Following Sebastian Vettel’s surprise victory at the Malaysian Grand Prix two weeks ago, the Formula 1 paddock now moves on to China in the knowledge that, contrary to popular opinion, Mercedes can be beaten in 2015.
It was at the Chinese Grand Prix back in 2012 that Nico Rosberg claimed the German marque’s first victory in F1 since returning to the sport in 2010. A repeat result for last year’s championship runner-up is essential, given that he has legitimately beaten teammate Lewis Hamilton just once since last year’s German Grand Prix in July.
With Vettel and Ferrari biting at the heels of the Silver Arrows, Mercedes heads to China knowing that it cannot rest on its laurels. The defeat in Malaysia came as a shock, but another this weekend at a race that should play to the strengths of the W06 Hybrid could raise serious questions about which team rules the F1 roost.
Naturally, the fight between Mercedes and Ferrari is just one of many storylines that are set to play out in China this weekend. Here’s our full preview of the 2015 Chinese Grand Prix.
2015 Chinese Grand Prix – Talking Points
Mercedes looks to resume usual service
Mercedes’ defeat in Malaysia was arguably the most surprising result in F1 since Pastor Maldonado’s victory for Williams at the 2012 Spanish Grand Prix. Few thought the Silver Arrows could be beaten without some kind of divine intervention, yet Vettel and Ferrari managed to do exactly that. In China, the focus for Mercedes will be on resuming normal service and getting back on the top step of the podium. Although the cooler conditions should suit the W06 Hybrid better, if its tire management problems are as bad everywhere as they were in Malaysia, then another upset could be on the cards.
Ferrari and Vettel remain realistic
Despite soundly beating Mercedes last time out, both Sebastian Vettel and Ferrari are remaining realistic about their chances for the rest of the season. The four-time world champion has undoubtedly settled in at Maranello very quickly, and he will be hoping to pick up a third podium finish in as many races on Sunday. However, spare a thought for his teammate, Kimi Raikkonen. The Finn could have made it a Ferrari one-two in Malaysia had it not been for a first lap incident, and appears to have re-found his mojo following a disastrous 2014. P3 and P4 may be the best Ferrari can hope for in China, but those positions should be there for the taking.
Have the tables turned between Toro Rosso and Red Bull?
Toro Rosso has always existed in F1 for one reason: to nurture future Red Bull drivers. Back in 2008, when Sebastian Vettel’s escapades saw Toro Rosso beat Red Bull (the supposed ‘A’ team) in the constructors’ championship, the entire Red Bull F1 programme was called into question. Vettel was soon promoted and the rest, as they say, is history. However, in a flurry of déjà vu, Toro Rosso is showing signs of a repeat in 2015. Max Verstappen and Carlos Sainz Jr. may be rookies, but both showed maturity and racecraft that exceeds their years in Malaysia, soundly beating Daniel Ricciardo and Daniil Kvyat of Red Bull. Another win for the ‘B’ team in China would only turn up the heat on a Red Bull team that seems to be in disarray.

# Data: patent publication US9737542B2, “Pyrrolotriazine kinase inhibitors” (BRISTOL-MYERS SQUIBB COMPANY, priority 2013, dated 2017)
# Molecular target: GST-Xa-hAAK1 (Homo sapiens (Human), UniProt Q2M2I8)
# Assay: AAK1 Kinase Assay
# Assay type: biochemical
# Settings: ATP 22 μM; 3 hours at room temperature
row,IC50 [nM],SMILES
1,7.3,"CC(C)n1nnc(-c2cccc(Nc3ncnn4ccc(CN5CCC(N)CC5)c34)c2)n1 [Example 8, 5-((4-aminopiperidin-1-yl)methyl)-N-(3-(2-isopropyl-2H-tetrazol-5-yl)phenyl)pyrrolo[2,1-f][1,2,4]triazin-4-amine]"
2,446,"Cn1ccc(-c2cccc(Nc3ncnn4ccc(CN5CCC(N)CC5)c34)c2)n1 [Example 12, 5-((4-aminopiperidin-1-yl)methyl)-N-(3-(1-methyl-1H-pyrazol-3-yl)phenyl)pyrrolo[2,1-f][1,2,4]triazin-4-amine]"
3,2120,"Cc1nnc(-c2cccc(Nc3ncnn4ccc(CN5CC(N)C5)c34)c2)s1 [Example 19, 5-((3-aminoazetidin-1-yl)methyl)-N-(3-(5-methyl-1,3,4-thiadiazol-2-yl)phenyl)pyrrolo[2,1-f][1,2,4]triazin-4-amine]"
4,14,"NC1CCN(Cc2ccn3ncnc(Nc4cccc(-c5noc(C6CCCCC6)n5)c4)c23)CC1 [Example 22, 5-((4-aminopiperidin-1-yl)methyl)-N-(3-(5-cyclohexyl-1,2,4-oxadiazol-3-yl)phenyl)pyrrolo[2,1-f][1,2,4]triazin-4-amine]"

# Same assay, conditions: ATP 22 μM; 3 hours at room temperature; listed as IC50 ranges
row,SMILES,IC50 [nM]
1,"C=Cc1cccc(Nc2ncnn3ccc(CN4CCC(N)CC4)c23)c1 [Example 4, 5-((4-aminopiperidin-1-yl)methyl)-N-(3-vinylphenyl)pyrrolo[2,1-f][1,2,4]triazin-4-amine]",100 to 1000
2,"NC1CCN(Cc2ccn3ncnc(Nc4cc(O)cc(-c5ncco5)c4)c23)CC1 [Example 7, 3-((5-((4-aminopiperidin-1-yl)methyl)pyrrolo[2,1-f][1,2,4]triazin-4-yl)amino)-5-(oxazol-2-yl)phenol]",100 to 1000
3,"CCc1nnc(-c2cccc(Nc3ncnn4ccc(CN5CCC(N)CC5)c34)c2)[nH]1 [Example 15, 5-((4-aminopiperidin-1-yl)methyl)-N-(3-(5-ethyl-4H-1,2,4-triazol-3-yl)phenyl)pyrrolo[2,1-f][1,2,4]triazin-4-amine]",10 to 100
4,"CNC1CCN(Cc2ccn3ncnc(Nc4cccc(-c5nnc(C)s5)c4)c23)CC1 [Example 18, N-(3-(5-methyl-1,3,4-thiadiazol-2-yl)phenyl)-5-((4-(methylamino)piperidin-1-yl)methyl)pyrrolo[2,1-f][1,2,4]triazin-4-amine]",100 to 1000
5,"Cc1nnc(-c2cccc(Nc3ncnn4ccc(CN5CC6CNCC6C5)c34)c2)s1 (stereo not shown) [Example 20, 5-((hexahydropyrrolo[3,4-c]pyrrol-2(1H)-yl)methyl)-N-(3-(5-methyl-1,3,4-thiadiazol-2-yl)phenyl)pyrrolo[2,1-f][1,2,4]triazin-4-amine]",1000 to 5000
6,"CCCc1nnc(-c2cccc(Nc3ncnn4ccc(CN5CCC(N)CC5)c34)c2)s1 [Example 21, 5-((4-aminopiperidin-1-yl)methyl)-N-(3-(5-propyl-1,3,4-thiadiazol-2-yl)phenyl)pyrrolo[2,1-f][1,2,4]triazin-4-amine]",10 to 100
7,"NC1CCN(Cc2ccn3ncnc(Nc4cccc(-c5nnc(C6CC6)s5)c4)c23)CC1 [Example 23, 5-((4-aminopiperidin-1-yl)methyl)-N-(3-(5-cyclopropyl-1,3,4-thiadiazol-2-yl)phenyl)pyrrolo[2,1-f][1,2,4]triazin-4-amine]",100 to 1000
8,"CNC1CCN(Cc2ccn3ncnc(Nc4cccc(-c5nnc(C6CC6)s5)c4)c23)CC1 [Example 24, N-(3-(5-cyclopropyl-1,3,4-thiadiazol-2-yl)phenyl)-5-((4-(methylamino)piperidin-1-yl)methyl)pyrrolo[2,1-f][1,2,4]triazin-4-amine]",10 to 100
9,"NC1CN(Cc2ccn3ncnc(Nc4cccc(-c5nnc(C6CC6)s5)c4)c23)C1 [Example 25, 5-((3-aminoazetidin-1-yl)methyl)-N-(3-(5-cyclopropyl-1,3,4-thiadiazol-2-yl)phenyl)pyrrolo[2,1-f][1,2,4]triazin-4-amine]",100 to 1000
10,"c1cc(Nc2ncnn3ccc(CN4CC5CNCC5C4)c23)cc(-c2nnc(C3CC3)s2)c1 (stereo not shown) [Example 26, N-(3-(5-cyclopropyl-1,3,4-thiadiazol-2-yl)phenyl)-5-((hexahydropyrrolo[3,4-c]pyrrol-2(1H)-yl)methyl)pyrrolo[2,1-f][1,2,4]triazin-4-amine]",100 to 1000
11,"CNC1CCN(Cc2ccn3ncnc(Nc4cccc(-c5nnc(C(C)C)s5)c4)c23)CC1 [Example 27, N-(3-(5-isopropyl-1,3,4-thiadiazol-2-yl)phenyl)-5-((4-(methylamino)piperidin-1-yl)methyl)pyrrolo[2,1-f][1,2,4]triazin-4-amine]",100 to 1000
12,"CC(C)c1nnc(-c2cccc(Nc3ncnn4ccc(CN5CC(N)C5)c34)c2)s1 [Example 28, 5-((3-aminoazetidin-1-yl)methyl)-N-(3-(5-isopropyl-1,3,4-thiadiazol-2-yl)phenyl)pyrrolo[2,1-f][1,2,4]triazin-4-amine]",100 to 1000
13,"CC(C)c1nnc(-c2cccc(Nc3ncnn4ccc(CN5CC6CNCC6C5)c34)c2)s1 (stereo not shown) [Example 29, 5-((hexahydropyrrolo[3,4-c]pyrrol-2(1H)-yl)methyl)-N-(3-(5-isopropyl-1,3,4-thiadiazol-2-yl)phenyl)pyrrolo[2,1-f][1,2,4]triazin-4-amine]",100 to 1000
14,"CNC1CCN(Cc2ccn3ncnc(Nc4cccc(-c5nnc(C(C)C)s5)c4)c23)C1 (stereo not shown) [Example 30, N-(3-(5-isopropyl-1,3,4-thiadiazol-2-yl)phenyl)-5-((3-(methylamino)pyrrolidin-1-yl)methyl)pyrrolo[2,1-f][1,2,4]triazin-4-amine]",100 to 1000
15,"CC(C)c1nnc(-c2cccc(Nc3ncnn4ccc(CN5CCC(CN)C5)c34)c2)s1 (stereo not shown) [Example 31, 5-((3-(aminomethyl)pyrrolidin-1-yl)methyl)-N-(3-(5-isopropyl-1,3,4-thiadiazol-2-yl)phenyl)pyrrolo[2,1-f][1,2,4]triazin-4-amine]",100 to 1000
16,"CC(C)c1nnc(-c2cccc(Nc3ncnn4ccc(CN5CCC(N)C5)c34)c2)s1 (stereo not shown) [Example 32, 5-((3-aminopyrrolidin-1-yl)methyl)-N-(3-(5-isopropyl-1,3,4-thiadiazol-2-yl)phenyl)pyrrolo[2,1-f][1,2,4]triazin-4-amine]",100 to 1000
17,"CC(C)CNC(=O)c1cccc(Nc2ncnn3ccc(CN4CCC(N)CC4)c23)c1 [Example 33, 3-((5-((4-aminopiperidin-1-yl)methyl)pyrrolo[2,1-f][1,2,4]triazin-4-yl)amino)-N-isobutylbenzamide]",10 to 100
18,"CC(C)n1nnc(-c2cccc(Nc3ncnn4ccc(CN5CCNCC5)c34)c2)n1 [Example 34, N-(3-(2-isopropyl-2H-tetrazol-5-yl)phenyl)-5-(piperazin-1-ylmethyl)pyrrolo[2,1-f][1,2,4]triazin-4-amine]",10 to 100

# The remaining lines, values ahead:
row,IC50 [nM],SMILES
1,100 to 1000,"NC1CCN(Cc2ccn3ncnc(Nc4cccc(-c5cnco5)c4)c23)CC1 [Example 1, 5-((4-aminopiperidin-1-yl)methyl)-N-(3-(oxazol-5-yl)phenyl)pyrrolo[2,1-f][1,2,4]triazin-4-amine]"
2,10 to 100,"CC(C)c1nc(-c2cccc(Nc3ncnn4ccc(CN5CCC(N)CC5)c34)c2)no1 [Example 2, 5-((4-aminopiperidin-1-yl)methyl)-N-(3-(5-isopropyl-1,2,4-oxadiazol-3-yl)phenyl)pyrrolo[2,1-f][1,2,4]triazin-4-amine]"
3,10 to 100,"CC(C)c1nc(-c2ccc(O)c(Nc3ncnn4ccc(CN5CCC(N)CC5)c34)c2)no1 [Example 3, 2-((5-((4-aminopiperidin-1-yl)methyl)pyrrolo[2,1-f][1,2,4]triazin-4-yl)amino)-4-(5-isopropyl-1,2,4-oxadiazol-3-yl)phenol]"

McLaren targets its first points of 2015
It’s very rare for a team as prestigious as McLaren to be satisfied with a double retirement, but the mileage racked up by both cars in Malaysia was of great value to the British outfit. Jenson Button and Fernando Alonso do not want to be battling outside of the top ten for long, and China could be where they buck that trend. The Honda engine is getting better with every lap completed, meaning that the team should head to Shanghai with its tail up. It will take time for everything to come together at Woking. Once it does though, expect Alonso and Button to prove just why they are world champions.
Palmer looks to impress with his practice outing
On Friday, 2014 GP2 champion Jolyon Palmer will get his first outing on a grand prix weekend when he takes part in FP1 for Lotus. The Briton signed for the team as its third and reserve driver for this season, and will be looking to convert his good pace in junior categories into a positive display in the practice session. It may not be much, but it is still a positive step for Palmer, who will become the first GP2 champion since Romain Grosjean (winner in 2011) to run at an F1 weekend.
Chinese Grand Prix – Facts and Figures
Track: Shanghai International Circuit
Lap Record: Michael Schumacher 1:32.239 (2004)
Tire Compounds: Soft (Option); Medium (Prime)
2014 Winner: Lewis Hamilton (Mercedes)
2014 Pole Position: Lewis Hamilton (Mercedes) 1:53.860
2014 Fastest Lap: Nico Rosberg (Mercedes) 1:40.402
DRS Zones: Main Straight (T16 to T1); T13 to T14
Chinese Grand Prix – TV Times
Free Practice 1: NBC Sports Live Extra 10p ET 4/9
Free Practice 2: NBCSN 2a ET 4/10
Free Practice 3: NBC Sports Live Extra 12a ET 4/11
Qualifying: NBCSN 3a ET 4/11
Race: NBCSN 1:30a ET 4/12
For more information about our broadcasts this weekend, click here.